When I reached out to my readers in search of foods native to Adapazar, no one responded – until now.
Grace Haronian, from Connecticut, told me her maternal grandmother hailed from Adapazar, however, she didn’t really know what recipes represented that area with the exception of one - zucchini pancakes.
This is what Grace wrote:
“My mother's mother (Knar Tutunjian-Marashian) is from Adapazar. I don't know what foods are specific to that area. However, one thing I love (and I don't see on your list of recipes) is a zucchini pancake that she used to make. It is a simple mixture of flour, eggs, grated zucchini, grated onions, salt, and a little baking powder, pan fried in olive oil. And, like so many Armenian foods, you can eat it hot or cold.
(My grandmother) also used Swiss chard when making dolma, in addition to the usual tomatoes, peppers, and zucchini."
In the photo: Grandmother Knar, feeding her grandchildren in Massena, NY. Grace Haronian is 2nd from the right, circa 1973.
After reading the note from Grace, I dusted off a zucchini pancake recipe I've had for years, and e-mailed it to her.
Grace responded with: “Yes, this recipe sounds very similar to what my grandmother made. So delicious! Of course, I don't have measurements. Medzmair said she cooked "by eye" - "achke chop".
Read more about Grace's family below this recipe.
Here’s my recipe (with measurements) that I sent to Grace:
2 cup zucchini, grated
3 Tbsp. grated onion
3 Tbsp. chopped parsley, optional
3 eggs, beaten
3 Tbsp. flour (if mixture looks a bit thin, add a little more flour as needed)
1 Tbsp. baking powder
1 ½ tsp. salt, or to taste
1/2 tsp. Black pepper, or to taste
NOTE: Feel free to add your favorite seasonings to the batter for added flair.
Olive oil, for frying
1. Rinse and gently scrub squash; do not peel. Pat dry. Remove both ends of the squash and grate. Place grated zucchini and onion in a colander and press to squeeze out as much excess moisture as possible.
2. In a mixing bowl, combine the zucchini, onion, eggs, parsley (if using), flour, baking powder, salt and pepper until well-blended.
3. Add enough olive oil in a skillet to coat the bottom. When hot, spoon about 2 Tbsp. of the mixture for each pancake into the skillet and flatten. Do not crowd the skillet. Cook 3 to 5 minutes on each side, or until golden brown. Add oil as needed. Continue until all of the mixture is used. Drain pancakes on a plate lined with paper towels.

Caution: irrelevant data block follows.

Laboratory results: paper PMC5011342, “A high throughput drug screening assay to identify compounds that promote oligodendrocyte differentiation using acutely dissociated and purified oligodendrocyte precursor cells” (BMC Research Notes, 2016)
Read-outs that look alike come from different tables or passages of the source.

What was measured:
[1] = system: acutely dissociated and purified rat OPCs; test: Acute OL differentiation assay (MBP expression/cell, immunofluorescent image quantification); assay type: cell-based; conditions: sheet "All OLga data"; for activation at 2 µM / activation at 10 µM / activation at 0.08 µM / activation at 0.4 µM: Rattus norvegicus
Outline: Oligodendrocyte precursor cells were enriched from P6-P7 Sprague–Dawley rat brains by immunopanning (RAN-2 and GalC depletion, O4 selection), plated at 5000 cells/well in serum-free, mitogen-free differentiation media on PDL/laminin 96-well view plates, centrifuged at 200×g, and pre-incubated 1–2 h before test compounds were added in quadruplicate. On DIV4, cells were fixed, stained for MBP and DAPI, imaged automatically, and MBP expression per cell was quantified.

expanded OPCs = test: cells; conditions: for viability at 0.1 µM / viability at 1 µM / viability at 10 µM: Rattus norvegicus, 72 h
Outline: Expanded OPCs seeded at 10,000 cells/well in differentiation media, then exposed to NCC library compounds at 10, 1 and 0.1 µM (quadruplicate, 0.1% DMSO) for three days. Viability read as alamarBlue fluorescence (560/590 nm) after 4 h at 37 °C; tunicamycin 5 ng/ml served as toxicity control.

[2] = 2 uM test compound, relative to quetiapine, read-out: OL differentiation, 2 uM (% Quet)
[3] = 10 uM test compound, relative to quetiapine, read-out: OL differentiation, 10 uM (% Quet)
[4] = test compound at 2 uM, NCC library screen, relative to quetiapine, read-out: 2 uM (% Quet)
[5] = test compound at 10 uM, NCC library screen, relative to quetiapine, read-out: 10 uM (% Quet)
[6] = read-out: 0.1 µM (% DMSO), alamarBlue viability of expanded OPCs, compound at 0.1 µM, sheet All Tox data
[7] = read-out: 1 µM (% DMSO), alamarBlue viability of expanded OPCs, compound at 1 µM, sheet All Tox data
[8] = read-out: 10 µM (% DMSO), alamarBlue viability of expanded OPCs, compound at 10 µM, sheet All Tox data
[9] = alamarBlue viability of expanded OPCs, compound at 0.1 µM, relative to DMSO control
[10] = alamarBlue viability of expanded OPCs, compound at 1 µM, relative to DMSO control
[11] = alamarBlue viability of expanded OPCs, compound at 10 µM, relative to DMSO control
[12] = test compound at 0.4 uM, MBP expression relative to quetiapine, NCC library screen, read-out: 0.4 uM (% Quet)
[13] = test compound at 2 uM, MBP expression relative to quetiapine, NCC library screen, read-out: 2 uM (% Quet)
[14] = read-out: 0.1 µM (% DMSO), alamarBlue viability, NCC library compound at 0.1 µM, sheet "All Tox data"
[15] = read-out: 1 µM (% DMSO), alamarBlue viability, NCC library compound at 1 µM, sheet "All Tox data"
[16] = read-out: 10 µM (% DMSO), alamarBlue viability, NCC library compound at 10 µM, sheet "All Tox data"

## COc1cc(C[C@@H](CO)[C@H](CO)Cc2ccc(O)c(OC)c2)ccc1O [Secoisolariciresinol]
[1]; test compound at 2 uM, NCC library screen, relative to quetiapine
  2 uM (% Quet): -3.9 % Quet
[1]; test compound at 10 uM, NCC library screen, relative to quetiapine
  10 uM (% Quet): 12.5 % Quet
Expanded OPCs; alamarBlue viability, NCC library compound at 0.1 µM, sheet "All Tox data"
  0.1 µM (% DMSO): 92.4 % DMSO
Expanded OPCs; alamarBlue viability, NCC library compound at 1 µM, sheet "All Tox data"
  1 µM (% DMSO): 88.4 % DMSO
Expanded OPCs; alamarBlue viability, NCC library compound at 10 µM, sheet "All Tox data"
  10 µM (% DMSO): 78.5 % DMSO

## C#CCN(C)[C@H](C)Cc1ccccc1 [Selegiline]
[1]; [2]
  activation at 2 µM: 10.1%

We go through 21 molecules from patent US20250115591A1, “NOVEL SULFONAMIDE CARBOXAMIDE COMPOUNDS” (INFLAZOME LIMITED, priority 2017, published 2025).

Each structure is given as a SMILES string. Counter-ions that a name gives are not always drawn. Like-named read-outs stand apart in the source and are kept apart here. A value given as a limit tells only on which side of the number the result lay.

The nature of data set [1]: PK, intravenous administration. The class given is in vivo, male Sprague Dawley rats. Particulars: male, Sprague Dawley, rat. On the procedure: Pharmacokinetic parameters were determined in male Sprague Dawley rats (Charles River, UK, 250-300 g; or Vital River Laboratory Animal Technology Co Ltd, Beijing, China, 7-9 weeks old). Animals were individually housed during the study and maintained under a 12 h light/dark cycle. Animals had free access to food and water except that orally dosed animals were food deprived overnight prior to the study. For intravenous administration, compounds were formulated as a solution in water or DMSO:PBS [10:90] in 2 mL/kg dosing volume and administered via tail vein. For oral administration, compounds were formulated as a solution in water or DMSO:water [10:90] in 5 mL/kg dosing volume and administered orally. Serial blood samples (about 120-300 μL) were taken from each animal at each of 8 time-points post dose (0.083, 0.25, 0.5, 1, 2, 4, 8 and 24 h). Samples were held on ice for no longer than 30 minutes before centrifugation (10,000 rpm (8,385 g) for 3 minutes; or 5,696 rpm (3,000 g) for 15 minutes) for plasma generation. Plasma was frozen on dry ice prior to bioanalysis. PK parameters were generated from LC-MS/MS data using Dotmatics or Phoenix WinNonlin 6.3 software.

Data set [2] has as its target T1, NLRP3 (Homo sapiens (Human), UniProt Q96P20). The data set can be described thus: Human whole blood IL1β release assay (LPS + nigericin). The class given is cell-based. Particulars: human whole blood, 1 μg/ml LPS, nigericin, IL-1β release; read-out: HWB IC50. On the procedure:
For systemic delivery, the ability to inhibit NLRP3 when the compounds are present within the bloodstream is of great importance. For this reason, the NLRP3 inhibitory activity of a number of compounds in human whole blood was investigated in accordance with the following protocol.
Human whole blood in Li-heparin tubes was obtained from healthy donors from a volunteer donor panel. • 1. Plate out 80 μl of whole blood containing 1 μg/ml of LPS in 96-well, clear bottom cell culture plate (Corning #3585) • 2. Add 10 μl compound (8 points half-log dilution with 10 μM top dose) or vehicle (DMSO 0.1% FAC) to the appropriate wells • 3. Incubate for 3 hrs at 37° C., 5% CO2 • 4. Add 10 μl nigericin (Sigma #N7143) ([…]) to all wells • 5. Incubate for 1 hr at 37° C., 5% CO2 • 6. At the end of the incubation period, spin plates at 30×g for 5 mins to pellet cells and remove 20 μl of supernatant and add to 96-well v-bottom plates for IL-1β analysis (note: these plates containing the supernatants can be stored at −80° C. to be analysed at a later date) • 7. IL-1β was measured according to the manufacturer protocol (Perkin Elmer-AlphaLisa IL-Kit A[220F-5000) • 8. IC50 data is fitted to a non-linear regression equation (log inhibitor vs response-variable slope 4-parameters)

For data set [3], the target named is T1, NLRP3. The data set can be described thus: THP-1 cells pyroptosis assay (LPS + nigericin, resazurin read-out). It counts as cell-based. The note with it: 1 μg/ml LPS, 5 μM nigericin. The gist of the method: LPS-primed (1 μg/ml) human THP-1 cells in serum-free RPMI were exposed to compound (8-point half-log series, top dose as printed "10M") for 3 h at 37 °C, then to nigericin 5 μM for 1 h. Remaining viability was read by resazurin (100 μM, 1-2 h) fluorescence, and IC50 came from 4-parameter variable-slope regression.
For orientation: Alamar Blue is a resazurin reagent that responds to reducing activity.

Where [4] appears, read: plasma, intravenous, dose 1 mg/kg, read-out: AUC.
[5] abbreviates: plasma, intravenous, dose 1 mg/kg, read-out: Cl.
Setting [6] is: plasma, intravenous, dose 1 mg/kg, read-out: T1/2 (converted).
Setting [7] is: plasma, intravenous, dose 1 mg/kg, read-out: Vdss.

4. Serve hot or at room temperature. May be served with a dollop of plain yogurt or *yogurt-garlic sauce.
16 oz. plain yogurt
2 garlic cloves, minced
2 tablespoons lemon juice
salt to taste
1. In a small mixing bowl, combine yogurt, lemon juice, garlic, and salt. Mix well.
2. Chill until ready to serve, allowing flavors to blend. Can be refrigerated for up to 5 days.
Grace was kind enough to share a little family history. Her mother, Ardell Marashian Haronian, was just three years old when she was brought to America in 1927 by her widowed mother and Grace's great-grandmother. The family settled in Massena, New York, along the Canadian border.
"There was a strong community of Armenians there," Grace wrote. "I think they were primarily attracted to the area because of work in the aluminum plants. My grandmother remarried and spent the rest of her life in Massena, until she died in 1990."
Grace's mother moved to New Jersey after getting married. That's where Grace gew up. "But, every summer we visited Massena and enjoyed some really good Armenian cooking. I even remembered watching my grandmother make filo dough with a broomstick. I have never been braved enough to try that trick."
Along with the memories, Grace included a few pictures. That's her grandmother, Knar Tutunjian Marashian, at her familiar place in the kitchen with one of Grace's cousins -- and a family photo on the steps of the Hye Hotel in Asbury Park, NJ.